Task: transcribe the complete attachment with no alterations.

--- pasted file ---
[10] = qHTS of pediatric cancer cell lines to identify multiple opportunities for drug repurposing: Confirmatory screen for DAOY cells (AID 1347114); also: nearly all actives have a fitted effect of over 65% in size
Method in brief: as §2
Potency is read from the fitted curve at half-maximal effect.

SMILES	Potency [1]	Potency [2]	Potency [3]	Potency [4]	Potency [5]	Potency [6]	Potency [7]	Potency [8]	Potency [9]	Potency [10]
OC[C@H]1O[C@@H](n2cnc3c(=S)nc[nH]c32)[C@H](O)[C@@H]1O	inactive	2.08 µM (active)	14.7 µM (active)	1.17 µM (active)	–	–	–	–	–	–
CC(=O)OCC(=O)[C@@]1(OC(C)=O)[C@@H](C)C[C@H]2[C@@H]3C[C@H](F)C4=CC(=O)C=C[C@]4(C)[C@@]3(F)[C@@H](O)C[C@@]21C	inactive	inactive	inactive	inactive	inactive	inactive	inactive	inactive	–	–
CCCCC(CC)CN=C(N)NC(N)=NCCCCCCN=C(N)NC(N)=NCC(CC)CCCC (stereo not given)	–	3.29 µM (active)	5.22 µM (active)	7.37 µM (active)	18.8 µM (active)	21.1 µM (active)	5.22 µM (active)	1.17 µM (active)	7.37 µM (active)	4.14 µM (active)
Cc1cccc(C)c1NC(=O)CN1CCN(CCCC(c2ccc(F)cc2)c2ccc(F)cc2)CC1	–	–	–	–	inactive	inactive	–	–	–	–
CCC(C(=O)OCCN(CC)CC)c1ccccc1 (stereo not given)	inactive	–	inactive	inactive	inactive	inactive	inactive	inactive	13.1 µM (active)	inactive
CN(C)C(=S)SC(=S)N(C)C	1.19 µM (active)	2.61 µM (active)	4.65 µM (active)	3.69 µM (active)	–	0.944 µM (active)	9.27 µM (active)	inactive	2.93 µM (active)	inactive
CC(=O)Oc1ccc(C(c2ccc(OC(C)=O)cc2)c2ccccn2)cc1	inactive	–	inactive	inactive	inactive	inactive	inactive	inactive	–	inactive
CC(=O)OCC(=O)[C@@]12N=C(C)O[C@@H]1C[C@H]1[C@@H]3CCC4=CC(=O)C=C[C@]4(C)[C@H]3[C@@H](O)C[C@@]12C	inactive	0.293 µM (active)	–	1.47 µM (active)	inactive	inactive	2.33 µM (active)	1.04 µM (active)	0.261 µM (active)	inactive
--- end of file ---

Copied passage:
[10] = qHTS of pediatric cancer cell lines to identify multiple opportunities for drug repurposing: Confirmatory screen for DAOY cells (AID 1347114); also: nearly all actives have a fitted effect of over 65% in size
Method in brief: as §2
Potency is read from the fitted curve at half-maximal effect.

SMILES	Potency [1]	Potency [2]	Potency [3]	Potency [4]	Potency [5]	Potency [6]	Potency [7]	Potency [8]	Potency [9]	Potency [10]
OC[C@H]1O[C@@H](n2cnc3c(=S)nc[nH]c32)[C@H](O)[C@@H]1O	inactive	2.08 µM (active)	14.7 µM (active)	1.17 µM (active)	–	–	–	–	–	–
CC(=O)OCC(=O)[C@@]1(OC(C)=O)[C@@H](C)C[C@H]2[C@@H]3C[C@H](F)C4=CC(=O)C=C[C@]4(C)[C@@]3(F)[C@@H](O)C[C@@]21C	inactive	inactive	inactive	inactive	inactive	inactive	inactive	inactive	–	–
CCCCC(CC)CN=C(N)NC(N)=NCCCCCCN=C(N)NC(N)=NCC(CC)CCCC (stereo not given)	–	3.29 µM (active)	5.22 µM (active)	7.37 µM (active)	18.8 µM (active)	21.1 µM (active)	5.22 µM (active)	1.17 µM (active)	7.37 µM (active)	4.14 µM (active)
Cc1cccc(C)c1NC(=O)CN1CCN(CCCC(c2ccc(F)cc2)c2ccc(F)cc2)CC1	–	–	–	–	inactive	inactive	–	–	–	–
CCC(C(=O)OCCN(CC)CC)c1ccccc1 (stereo not given)	inactive	–	inactive	inactive	inactive	inactive	inactive	inactive	13.1 µM (active)	inactive
CN(C)C(=S)SC(=S)N(C)C	1.19 µM (active)	2.61 µM (active)	4.65 µM (active)	3.69 µM (active)	–	0.944 µM (active)	9.27 µM (active)	inactive	2.93 µM (active)	inactive
CC(=O)Oc1ccc(C(c2ccc(OC(C)=O)cc2)c2ccccn2)cc1	inactive	–	inactive	inactive	inactive	inactive	inactive	inactive	–	inactive
CC(=O)OCC(=O)[C@@]12N=C(C)O[C@@H]1C[C@H]1[C@@H]3CCC4=CC(=O)C=C[C@]4(C)[C@H]3[C@@H](O)C[C@@]12C	inactive	0.293 µM (active)	–	1.47 µM (active)	inactive	inactive	2.33 µM (active)	1.04 µM (active)	0.261 µM (active)	inactive